This Could recurve before florida, dont get me wrong, but its not going all the way up the east coast IMO... it would instead smash into one of the carolinas and end up inland mostly
Member Since: Posts: Comments:
3659. LargoFl
Quoting Grothar:
Is Florida in the Cone?

your scaring me again GRO LOL
Member Since: Posts: Comments:
3658. JLPR2
Oh well, last night I said I hoped I would wake up to 94L instead of a TS watch... Didn't came true. :\

I guess I better start preparing mentally for a possible loss of power, TS winds could manage that.
Member Since: Posts: Comments:
Quoting Grothar:
Is Florida in the Cone?



It's right over "my" house!
Member Since: Posts: Comments:
The worst case scenario here is that this stays in the caribbean all the way to western cuba and crosses over quickly before coming up into the GOM and affecting anywhere on the Florida coastline, similiar to the ECMWF run that bombed this out into the 960mbs..
If the storm can remain not too strong long enough( Jamaica/Hispaniola have a real chance of helping with this) it might end up becoming a more significant threat to the United States down the road since it wouldnt recurve as early and would have more time in the GOM..

So think twice before you say you want this to get ripped apart in the mountains of the Greater Antilles...because you just might get it.

Member Since: Posts: Comments:
Quoting Clearwater1:
Then not to worry.

LOL
Member Since: Posts: Comments:


It's time to start checking on elderly neighbors.
They will need prescriptions and plans in place.
Member Since: Posts: Comments:
Quoting GeorgiaStormz:


not really:

Irene steering:


09L steering:



You will notice Irene had a nice high to wrap around with a nice trough to the north.

With 09L the steering pushes this well into the caribbean before it even has a chance to turn north.
Sorry to say it, but you are wrong...no Irene track..
That high will move in time, Jordan...
Member Since: August 1, 2011 Posts: 28 Comments: 7902
Quoting Grothar:
Is Florida in the Cone?

LOL!!
Member Since: Posts: Comments:
Quoting MahFL:


You are aware that only about 25 % of people in the Keys actually ever evacuate.....as for the rest of FL....
I do know that some of pple who evacuate do so out of "safe" zones, while ones who live 10 yards from the coast insist on staying...

My mom was telling recently about a childhood experience when the family was threatened by a hurricane and they moved into a cave until it was over....

I'm just hoping pple who need to get out, do.
Member Since: October 25, 2005 Posts: 19 Comments: 21485
What ridge? That's just a weak ridge...
Member Since: August 1, 2011 Posts: 28 Comments: 7902
Quoting TropicalAnalystwx13:

Which makes even more evidence for a more northerly track. :)


not really:

Irene steering:


09L steering:



You will notice Irene had a nice high to wrap around with a nice trough to the north.

With 09L the steering pushes this well into the caribbean before it even has a chance to turn north.
Sorry to say it, but you are wrong...no Irene track..
Member Since: Posts: Comments:
3644. Grothar
Is Florida in the Cone?

Member Since: July 17, 2009 Posts: 69 Comments: 25369
I still think that high will start moving NE-ward soon and that'll causes TD9 to curves more into Eastern Florida. Stronger storms also trends to go poleward.
Member Since: August 1, 2011 Posts: 28 Comments: 7902
3519 MahFL: TD9 motion is W not WSW, thats an optical illusion due to the shear.

BUT there is (and has been) a consistent southward component in its mainly Westward movement: 1south to 18west.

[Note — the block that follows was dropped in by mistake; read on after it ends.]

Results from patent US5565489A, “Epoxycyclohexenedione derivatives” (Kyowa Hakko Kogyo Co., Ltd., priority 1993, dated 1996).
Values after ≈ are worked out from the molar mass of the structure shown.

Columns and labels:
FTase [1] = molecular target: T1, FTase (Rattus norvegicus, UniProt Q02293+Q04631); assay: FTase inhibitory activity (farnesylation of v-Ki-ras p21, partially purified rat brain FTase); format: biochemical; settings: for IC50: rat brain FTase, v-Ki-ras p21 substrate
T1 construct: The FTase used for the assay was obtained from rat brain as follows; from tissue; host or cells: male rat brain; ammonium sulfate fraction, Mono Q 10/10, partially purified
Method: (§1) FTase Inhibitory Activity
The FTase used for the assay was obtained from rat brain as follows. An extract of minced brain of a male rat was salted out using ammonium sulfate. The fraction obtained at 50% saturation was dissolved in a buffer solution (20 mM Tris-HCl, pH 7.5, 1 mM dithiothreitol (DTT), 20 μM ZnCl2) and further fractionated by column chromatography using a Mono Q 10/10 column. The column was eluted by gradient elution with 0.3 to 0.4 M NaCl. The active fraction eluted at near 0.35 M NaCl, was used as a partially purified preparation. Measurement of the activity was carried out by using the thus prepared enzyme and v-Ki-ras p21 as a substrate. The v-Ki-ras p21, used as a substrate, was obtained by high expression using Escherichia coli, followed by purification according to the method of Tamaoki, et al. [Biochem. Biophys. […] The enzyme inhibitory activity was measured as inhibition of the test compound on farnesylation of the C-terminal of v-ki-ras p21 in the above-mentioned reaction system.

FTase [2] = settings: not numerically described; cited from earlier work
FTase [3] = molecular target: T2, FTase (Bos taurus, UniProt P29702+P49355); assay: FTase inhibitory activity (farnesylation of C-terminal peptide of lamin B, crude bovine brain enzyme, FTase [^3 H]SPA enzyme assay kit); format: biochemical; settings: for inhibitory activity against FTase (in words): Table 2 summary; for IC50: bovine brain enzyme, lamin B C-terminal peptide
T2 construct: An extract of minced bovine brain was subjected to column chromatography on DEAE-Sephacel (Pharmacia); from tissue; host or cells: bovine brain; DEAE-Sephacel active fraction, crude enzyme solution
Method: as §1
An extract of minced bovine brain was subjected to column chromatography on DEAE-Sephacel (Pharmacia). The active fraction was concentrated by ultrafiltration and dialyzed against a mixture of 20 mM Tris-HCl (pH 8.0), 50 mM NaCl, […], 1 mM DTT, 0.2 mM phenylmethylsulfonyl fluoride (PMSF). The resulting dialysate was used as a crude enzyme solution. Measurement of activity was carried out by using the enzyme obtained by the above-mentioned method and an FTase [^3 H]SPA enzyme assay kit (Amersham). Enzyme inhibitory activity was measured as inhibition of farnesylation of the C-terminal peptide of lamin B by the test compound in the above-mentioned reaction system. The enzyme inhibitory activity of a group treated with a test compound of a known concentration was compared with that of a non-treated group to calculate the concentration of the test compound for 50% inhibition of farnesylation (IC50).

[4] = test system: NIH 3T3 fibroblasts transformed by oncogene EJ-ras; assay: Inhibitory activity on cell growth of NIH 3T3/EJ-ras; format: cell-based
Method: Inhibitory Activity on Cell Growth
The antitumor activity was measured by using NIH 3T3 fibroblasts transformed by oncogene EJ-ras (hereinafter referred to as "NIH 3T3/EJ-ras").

Member Since: Posts: Comments:
TD/iSAAC is south of the forecast track. if the system gets to 55w without any gain in latitude,then watches and warnings could shift southward.
Member Since: Posts: Comments:
Ok...so which is most likely to break up a hurricane? Hispaniola or Eastern Cuba? It seems like in the past Hispaniola has always been more disruptive, but I could be wrong.
Member Since: Posts: Comments:
Quoting TropicalAnalystwx13:

Which makes even more evidence for a more northerly track. :)


Not with this ridge sitting right on top of it.

Member Since: October 26, 2011 Posts: 0 Comments: 2651
Quoting txwcc:


Exactly.

Plus, TD9 is already south of his forecast points...



and it seem like it will continue to be that was for a while
Member Since: June 13, 2009 Posts: 2 Comments: 11023
3637. Grothar
Member Since: July 17, 2009 Posts: 69 Comments: 25369
About the only other thing besides land interaction, and some residual dry air that appears to be a negative for TD9 is the departure of the convectively coupled kelvin wave causing some synoptic scale subsidence as it enters the NE Caribbean...



Member Since: Posts: Comments:
Quoting Clearwater1:
I know all eyes are on td9, but if td9 hits fl and then heads ne, would that not create a nice weakness to allow 96 to re curve out to sea and away from land? Just a thought.
Prolly bring it rather closer to FL and the Bahamas than anyone would like...

Member Since: October 25, 2005 Posts: 19 Comments: 21485
Quoting Bluestorm5:
He's talking about the FORECAST, not TD9 itself...


Read his post clearly please. THX
Member Since: October 26, 2011 Posts: 0 Comments: 2651
Quoting wunderkidcayman:


yes steering show a WSW-S of due W movement



Not anymore. Should begin a more direct west course.
Member Since: Posts: Comments:
TD9 looking petty good this morning RBTOP

Link
Member Since: Posts: Comments:

Viewing: 3681 - 3631

Page: 1 | 2 | 3 | 4 | 5 | 6 | 7 | 8 | 9 | 10 | 11 | 12 | 13 | 14 | 15 | 16 | 17 | 18 | 19 | 20 | 21 | 22 | 23 | 24 | 25 | 26 | 27 | 28 | 29 | 30 | 31 | 32 | 33 | 34 | 35 | 36 | 37 | 38 | 39 | 40 | 41 | 42 | 43 | 44 | 45 | 46 | 47 | 48 | 49 | 50 | 51 | 52 | 53 | 54 | 55 | 56 | 57 | 58 | 59 | 60 | 61 | 62 | 63 | 64 | 65 | 66 | 67 | 68 | 69 | 70 | 71 | 72 | 73 | 74 | 75 | 76 | 77 | 78 | 79 | 80 | 81 | 82 | 83Blog Index

Top of Page

About

Jeff co-founded the Weather Underground in 1995 while working on his Ph.D. He flew with the NOAA Hurricane Hunters from 1986-1990.